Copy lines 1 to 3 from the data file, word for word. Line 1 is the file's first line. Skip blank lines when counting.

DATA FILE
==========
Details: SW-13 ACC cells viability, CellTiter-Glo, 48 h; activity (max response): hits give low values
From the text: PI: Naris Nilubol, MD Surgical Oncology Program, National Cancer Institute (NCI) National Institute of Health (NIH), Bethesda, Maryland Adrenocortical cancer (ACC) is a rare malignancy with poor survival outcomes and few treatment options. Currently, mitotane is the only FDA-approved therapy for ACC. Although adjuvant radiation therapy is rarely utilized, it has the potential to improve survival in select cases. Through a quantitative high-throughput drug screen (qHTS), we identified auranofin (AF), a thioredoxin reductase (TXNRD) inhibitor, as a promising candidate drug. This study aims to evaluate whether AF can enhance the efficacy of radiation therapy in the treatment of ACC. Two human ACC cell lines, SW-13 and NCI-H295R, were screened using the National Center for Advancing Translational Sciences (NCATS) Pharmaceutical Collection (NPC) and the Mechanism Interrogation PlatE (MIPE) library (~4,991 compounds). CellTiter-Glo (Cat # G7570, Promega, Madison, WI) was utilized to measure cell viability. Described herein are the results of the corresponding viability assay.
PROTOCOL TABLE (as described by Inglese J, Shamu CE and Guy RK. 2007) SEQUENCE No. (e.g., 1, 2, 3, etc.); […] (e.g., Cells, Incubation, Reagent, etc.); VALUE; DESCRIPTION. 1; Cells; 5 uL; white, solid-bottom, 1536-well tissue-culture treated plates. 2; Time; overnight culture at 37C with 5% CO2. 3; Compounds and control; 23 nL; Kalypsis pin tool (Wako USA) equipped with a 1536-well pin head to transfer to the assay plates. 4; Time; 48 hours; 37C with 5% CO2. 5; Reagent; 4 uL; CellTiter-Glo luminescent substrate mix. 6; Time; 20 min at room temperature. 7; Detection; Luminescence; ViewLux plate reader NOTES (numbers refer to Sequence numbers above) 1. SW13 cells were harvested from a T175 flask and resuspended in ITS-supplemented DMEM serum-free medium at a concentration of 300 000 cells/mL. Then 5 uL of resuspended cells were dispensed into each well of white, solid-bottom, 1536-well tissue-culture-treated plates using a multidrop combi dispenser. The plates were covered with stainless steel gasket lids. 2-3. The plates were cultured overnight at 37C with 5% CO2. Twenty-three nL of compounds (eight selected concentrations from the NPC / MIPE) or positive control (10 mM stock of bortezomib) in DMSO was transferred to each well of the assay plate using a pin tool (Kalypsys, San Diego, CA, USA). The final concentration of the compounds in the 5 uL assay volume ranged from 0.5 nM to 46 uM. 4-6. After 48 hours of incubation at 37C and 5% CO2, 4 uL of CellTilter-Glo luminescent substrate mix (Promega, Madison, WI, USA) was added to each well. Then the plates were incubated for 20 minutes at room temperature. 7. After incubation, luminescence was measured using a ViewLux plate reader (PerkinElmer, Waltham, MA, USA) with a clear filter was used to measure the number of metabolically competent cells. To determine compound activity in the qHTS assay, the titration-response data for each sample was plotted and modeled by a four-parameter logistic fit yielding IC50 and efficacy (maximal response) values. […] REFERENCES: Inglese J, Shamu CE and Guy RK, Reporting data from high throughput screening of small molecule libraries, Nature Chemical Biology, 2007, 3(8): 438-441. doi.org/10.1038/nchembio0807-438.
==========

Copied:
Details: SW-13 ACC cells viability, CellTiter-Glo, 48 h; activity (max response): hits give low values
From the text: PI: Naris Nilubol, MD Surgical Oncology Program, National Cancer Institute (NCI) National Institute of Health (NIH), Bethesda, Maryland Adrenocortical cancer (ACC) is a rare malignancy with poor survival outcomes and few treatment options. Currently, mitotane is the only FDA-approved therapy for ACC. Although adjuvant radiation therapy is rarely utilized, it has the potential to improve survival in select cases. Through a quantitative high-throughput drug screen (qHTS), we identified auranofin (AF), a thioredoxin reductase (TXNRD) inhibitor, as a promising candidate drug. This study aims to evaluate whether AF can enhance the efficacy of radiation therapy in the treatment of ACC. Two human ACC cell lines, SW-13 and NCI-H295R, were screened using the National Center for Advancing Translational Sciences (NCATS) Pharmaceutical Collection (NPC) and the Mechanism Interrogation PlatE (MIPE) library (~4,991 compounds). CellTiter-Glo (Cat # G7570, Promega, Madison, WI) was utilized to measure cell viability. Described herein are the results of the corresponding viability assay.
PROTOCOL TABLE (as described by Inglese J, Shamu CE and Guy RK. 2007) SEQUENCE No. (e.g., 1, 2, 3, etc.); […] (e.g., Cells, Incubation, Reagent, etc.); VALUE; DESCRIPTION. 1; Cells; 5 uL; white, solid-bottom, 1536-well tissue-culture treated plates. 2; Time; overnight culture at 37C with 5% CO2. 3; Compounds and control; 23 nL; Kalypsis pin tool (Wako USA) equipped with a 1536-well pin head to transfer to the assay plates. 4; Time; 48 hours; 37C with 5% CO2. 5; Reagent; 4 uL; CellTiter-Glo luminescent substrate mix. 6; Time; 20 min at room temperature. 7; Detection; Luminescence; ViewLux plate reader NOTES (numbers refer to Sequence numbers above) 1. SW13 cells were harvested from a T175 flask and resuspended in ITS-supplemented DMEM serum-free medium at a concentration of 300 000 cells/mL. Then 5 uL of resuspended cells were dispensed into each well of white, solid-bottom, 1536-well tissue-culture-treated plates using a multidrop combi dispenser. The plates were covered with stainless steel gasket lids. 2-3. The plates were cultured overnight at 37C with 5% CO2. Twenty-three nL of compounds (eight selected concentrations from the NPC / MIPE) or positive control (10 mM stock of bortezomib) in DMSO was transferred to each well of the assay plate using a pin tool (Kalypsys, San Diego, CA, USA). The final concentration of the compounds in the 5 uL assay volume ranged from 0.5 nM to 46 uM. 4-6. After 48 hours of incubation at 37C and 5% CO2, 4 uL of CellTilter-Glo luminescent substrate mix (Promega, Madison, WI, USA) was added to each well. Then the plates were incubated for 20 minutes at room temperature. 7. After incubation, luminescence was measured using a ViewLux plate reader (PerkinElmer, Waltham, MA, USA) with a clear filter was used to measure the number of metabolically competent cells. To determine compound activity in the qHTS assay, the titration-response data for each sample was plotted and modeled by a four-parameter logistic fit yielding IC50 and efficacy (maximal response) values. […] REFERENCES: Inglese J, Shamu CE and Guy RK, Reporting data from high throughput screening of small molecule libraries, Nature Chemical Biology, 2007, 3(8): 438-441. doi.org/10.1038/nchembio0807-438.